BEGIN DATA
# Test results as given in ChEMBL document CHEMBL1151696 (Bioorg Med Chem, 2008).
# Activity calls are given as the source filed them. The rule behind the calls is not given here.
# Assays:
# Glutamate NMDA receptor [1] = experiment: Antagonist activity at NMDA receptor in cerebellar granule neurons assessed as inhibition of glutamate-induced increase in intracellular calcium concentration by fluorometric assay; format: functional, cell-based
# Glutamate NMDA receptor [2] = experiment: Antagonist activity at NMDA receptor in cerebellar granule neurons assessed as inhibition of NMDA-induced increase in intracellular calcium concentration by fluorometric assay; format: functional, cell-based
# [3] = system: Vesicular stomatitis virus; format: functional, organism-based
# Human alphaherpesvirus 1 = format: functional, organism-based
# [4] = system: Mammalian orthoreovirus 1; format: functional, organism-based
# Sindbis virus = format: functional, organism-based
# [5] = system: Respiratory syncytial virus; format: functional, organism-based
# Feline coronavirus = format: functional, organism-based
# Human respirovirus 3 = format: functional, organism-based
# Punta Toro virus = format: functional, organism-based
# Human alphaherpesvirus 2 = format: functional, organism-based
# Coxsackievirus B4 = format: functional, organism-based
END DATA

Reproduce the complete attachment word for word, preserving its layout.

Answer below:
# Test results as given in ChEMBL document CHEMBL1151696 (Bioorg Med Chem, 2008).
# Activity calls are given as the source filed them. The rule behind the calls is not given here.
# Assays:
# Glutamate NMDA receptor [1] = experiment: Antagonist activity at NMDA receptor in cerebellar granule neurons assessed as inhibition of glutamate-induced increase in intracellular calcium concentration by fluorometric assay; format: functional, cell-based
# Glutamate NMDA receptor [2] = experiment: Antagonist activity at NMDA receptor in cerebellar granule neurons assessed as inhibition of NMDA-induced increase in intracellular calcium concentration by fluorometric assay; format: functional, cell-based
# [3] = system: Vesicular stomatitis virus; format: functional, organism-based
# Human alphaherpesvirus 1 = format: functional, organism-based
# [4] = system: Mammalian orthoreovirus 1; format: functional, organism-based
# Sindbis virus = format: functional, organism-based
# [5] = system: Respiratory syncytial virus; format: functional, organism-based
# Feline coronavirus = format: functional, organism-based
# Human respirovirus 3 = format: functional, organism-based
# Punta Toro virus = format: functional, organism-based
# Human alphaherpesvirus 2 = format: functional, organism-based
# Coxsackievirus B4 = format: functional, organism-based